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Analyst: Zero netbook demand by 2015

Posted: 16 Apr 2013 ?? ?Print Version ?Bookmark and Share

Keywords:netbooks? mobile PC? Ultrabook?

IHS has numbered the remaining days of the once popular netbook computers. The market research firm attributed the downfall of the PC product to the proliferation of tablets, causing netbook shipments to virtually drop to zero.

Shipments of netbooks this year are forecast to amount to just 3.97 million units, a 72 per cent plunge from 14.13 million units in 2012. The market for the small, inexpensive laptops had steadily climbed for three years from the time the devices were first introduced in 2007, peaking in 2010 when shipments hit a high of 32.14 million units. Since then, however, the netbook space has imploded and gone into decline!fast.

Next year will be the last hurrah for netbooks on the market, with shipments amounting to a mere 264,000 units. By 2015, netbook shipments will be down to zero, indicated IHS.

"Netbooks shot to popularity immediately after launch because they were optimised for low cost, delivering what many consumers believed as acceptable computer performance," said Craig Stice, senior principal analyst for compute platforms at IHS. "Initially intended for light productivity tasks such as web browsing and email, netbooks eventually became more powerful, taking advantage of a mature PC technology that allowed cost-effective implementation of various functionalities. And though never equaling the performance of full-fledged notebooks and lacking full laptop features like an optical drive, netbooks at one point began taking market share away from their more powerful cousins. However, netbooks began their descent to oblivion with the introduction in 2010 of Apple's iPad."

The following year, netbook shipments dived 34 per cent on what would become a trend of irreversible decline.

"The iPad and other tablets came in a new form factor that excited consumers while also offering improved computing capabilities, leading to a massive loss of interest in netbooks," Stice said.

At the other end of the spectrum, high-end laptops were also making their appearance. Although much more costly than netbooks, they offered premium performance. Squeezed in between, netbooks could only pass off pricing as their strong point, losing out in other benchmarks that consumers deemed important, including computing power, ease of use such as touch-screen capability, and overall appeal.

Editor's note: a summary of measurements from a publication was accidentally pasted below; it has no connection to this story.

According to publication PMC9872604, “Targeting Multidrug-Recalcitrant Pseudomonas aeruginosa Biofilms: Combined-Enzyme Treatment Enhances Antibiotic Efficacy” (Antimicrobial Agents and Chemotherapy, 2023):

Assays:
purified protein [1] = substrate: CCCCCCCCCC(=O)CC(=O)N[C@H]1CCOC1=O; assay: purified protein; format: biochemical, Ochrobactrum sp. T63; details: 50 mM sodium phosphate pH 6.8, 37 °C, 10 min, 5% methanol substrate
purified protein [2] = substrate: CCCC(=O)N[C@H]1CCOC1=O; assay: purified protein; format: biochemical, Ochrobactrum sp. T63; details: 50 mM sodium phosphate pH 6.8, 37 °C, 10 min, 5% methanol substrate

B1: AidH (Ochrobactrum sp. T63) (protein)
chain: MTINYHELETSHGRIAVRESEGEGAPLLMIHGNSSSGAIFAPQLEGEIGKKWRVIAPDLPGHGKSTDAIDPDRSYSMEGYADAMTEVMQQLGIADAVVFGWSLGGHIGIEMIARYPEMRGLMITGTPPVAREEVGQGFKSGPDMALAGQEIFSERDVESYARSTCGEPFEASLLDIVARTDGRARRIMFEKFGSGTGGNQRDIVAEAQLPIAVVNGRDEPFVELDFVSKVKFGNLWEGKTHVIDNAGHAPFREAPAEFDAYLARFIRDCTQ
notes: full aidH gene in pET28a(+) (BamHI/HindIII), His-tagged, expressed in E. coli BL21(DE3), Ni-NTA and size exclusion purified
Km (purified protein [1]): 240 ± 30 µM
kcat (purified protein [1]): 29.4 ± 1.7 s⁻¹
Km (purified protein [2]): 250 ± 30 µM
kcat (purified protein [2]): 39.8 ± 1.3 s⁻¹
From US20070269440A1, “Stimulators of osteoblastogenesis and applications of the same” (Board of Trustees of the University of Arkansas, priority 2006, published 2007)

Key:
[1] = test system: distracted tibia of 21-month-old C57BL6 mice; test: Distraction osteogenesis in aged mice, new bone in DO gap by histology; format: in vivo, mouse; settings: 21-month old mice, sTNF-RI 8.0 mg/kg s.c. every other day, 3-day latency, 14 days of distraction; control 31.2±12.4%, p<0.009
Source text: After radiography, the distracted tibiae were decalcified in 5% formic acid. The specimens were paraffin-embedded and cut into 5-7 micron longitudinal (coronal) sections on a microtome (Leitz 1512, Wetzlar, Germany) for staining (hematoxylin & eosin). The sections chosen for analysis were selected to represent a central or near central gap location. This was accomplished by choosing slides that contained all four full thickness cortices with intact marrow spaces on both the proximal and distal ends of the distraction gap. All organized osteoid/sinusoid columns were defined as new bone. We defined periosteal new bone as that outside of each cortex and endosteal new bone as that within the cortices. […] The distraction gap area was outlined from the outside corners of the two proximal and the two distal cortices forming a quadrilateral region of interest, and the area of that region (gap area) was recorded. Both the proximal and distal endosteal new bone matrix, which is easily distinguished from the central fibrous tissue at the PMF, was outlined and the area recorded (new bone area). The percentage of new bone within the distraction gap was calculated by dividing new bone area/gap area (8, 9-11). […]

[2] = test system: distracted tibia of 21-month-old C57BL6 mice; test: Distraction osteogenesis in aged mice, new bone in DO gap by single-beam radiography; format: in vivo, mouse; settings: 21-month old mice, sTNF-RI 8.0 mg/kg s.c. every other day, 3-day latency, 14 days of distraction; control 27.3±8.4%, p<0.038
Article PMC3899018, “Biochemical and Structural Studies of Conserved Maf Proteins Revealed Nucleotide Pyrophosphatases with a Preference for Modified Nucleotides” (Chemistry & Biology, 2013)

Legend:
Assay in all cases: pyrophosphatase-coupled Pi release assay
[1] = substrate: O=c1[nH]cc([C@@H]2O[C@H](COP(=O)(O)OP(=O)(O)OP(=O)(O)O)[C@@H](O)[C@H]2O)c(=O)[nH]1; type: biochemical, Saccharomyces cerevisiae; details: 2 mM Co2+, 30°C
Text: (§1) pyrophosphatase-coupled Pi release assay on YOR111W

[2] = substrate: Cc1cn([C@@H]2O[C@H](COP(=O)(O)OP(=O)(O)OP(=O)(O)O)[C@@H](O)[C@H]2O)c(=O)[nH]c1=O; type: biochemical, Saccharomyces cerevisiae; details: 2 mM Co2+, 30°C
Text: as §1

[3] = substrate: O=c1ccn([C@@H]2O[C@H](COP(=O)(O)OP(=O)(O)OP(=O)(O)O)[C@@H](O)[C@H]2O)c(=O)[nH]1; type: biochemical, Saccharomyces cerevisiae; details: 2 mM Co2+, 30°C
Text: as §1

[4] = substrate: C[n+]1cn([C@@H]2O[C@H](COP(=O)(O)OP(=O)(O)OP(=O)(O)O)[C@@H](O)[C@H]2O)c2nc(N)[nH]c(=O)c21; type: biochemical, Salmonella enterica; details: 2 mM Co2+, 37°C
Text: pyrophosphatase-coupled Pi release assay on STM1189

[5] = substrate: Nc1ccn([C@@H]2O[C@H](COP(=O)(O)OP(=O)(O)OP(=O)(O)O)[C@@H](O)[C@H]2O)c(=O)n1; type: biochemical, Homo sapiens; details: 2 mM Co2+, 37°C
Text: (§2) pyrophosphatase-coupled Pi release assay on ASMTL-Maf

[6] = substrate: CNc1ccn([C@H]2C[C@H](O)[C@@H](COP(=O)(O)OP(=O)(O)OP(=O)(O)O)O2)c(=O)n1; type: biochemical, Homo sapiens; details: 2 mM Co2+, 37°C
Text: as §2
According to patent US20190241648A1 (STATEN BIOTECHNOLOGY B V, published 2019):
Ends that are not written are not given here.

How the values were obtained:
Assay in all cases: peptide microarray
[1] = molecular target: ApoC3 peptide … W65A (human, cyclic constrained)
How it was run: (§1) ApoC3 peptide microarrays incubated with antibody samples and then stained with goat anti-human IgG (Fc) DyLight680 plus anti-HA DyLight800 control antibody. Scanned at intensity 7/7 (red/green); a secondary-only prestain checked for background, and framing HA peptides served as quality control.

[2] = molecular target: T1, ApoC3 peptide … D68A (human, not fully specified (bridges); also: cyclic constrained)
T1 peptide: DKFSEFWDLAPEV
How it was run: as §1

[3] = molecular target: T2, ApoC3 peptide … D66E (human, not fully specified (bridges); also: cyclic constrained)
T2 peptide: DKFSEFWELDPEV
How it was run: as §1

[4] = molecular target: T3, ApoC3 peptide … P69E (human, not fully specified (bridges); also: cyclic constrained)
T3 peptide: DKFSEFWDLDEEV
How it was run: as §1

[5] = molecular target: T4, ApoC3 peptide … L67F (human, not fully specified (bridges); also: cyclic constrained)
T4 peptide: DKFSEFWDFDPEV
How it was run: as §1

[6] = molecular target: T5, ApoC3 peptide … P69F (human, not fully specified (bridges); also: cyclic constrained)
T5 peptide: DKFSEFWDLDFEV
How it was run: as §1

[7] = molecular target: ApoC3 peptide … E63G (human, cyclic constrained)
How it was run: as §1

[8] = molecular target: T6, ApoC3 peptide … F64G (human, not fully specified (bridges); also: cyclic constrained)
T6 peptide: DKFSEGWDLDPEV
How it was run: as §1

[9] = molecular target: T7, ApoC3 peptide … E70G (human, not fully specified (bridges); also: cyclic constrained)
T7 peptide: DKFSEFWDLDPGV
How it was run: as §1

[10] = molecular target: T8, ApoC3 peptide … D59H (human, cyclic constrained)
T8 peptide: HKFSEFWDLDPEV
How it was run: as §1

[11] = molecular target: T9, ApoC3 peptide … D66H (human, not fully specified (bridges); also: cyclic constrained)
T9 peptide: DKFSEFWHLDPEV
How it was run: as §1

From the supply end of production, the major original equipment manufacturers of notebooks will have already terminated netbook production at this point. Whatever production is left is expected to be limited, or manufacturers will simply be shipping last-time builds to satisfy contractual obligations to customers.

Mobile PCs retained the largest share of the overall PC market in 4Q12!the latest time for which full figures are available!compared to desktop PCs and entry-level servers. Mobile PCs had about 63 per cent share, compared to 34 per cent for desktops and three per cent for entry-level servers.

Nonetheless, mobile PCs continued to be sideswiped by the ongoing popularity of tablets, and new Ultrabooks and similar ultrathin PCs have yet to take off to the extent hoped for by manufacturers.

Among the computer brands, HP was No. 1 during Q4 with a nearly 18 per cent share of total PC shipments. Lenovo was second, followed by Dell in third place, Acer in fourth, and Asus!which introduced the first netbook in 2007!in fifth.

Landing in sixth place was Toshiba, which climbed one spot from Q3, sending Apple one rung down to seventh. Apple struggled in 4Q12 because of constraints related to panel supply for the company's iMac desktop system, which kept Apple PC shipments down.

In eighth place was Samsung, trailing Apple by a tenth of a percentage point, followed by Sony and Fujitsu rounding out the Top 10.





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